If it comes to pass, it will be a replica of a marriage of convenience between the AR, LPM, PDM and Swapo, to the exclusion of Nudo.

Efforts to solicit comments from political party representatives at Kauandenge’s meeting yesterday were futile.




Meanwhile, Gawanas blew her own trumpet in the 2022 mayoral report, saying a lot was done during her reign.

“Much has been done and dusted. We move,” she tweeted recently, summing up their work.

According to Gawanas, the entire council deserves a pat on the back for concluding the recruitment process of the municipality’s CEO.

The mayoral report started circulating last week.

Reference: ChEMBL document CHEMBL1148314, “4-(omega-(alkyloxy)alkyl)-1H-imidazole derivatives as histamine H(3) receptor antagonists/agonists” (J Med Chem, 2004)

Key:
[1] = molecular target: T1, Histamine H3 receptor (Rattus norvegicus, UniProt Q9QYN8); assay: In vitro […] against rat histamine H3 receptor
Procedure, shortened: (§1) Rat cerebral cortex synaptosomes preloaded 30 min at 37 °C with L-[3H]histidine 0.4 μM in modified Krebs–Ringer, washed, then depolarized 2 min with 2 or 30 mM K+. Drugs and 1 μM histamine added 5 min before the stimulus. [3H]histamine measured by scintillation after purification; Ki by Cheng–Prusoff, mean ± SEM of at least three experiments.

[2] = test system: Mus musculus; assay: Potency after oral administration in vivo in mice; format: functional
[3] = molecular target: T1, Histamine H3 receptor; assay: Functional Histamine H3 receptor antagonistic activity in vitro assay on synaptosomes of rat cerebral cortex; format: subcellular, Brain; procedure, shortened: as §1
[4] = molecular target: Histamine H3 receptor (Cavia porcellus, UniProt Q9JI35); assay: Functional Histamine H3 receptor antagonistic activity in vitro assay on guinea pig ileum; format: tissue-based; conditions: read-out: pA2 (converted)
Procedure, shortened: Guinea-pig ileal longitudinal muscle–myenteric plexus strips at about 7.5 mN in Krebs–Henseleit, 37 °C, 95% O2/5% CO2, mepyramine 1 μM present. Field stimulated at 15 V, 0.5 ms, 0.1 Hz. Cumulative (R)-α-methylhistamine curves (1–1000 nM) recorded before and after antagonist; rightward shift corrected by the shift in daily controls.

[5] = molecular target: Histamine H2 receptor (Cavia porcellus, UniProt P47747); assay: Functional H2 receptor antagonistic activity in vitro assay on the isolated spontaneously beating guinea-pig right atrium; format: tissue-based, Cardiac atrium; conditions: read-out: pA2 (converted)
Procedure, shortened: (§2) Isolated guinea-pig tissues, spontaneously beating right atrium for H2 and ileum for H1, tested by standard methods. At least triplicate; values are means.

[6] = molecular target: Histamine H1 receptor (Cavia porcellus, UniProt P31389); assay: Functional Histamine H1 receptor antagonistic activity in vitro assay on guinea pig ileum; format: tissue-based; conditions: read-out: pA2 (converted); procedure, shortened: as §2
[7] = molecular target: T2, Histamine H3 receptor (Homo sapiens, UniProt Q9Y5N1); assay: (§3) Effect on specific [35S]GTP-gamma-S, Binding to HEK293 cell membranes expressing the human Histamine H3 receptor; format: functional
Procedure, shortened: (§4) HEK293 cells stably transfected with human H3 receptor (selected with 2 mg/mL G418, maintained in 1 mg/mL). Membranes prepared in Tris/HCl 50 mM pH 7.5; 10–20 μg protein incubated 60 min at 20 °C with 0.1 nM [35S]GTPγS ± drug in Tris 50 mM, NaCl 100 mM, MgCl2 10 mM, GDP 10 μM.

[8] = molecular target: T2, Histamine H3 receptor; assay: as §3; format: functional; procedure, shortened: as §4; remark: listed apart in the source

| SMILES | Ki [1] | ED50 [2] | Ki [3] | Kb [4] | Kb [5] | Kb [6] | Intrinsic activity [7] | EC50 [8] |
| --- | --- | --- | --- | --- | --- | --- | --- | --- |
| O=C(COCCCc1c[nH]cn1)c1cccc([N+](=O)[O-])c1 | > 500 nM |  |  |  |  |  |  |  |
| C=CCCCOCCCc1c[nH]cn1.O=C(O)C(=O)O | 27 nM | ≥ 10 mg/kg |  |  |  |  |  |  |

The former mayor points to the botched appointment of Conrad Lutombi as CEO as an achievement.  

“If anything, this is perhaps one of the most significant achievements to date in that now, we have an accounting officer whose role is to ensure that we keep focused on our residents’ needs and that we are financially sustainable without compromising the need for critical human resources, to service an expanding city, growing population, rapid rural to urban migration trends and, the increasing need for technological innovation, to complement the way we work, live and play,” she says in the report.

This is despite the fact that Lutombi pulled out at the 11th hour, instead opting to remain with the Roads Authority. 

“I believe this past year has also seen tremendous progress in the implementation of high-impact resolutions and projects and I anticipate even greater performance over the 2023/2024 financial year,” the LPM says.

Gawanas then delved into the challenges confronting the city.


Standing head and shoulders above the rest is the question of housing and land delivery.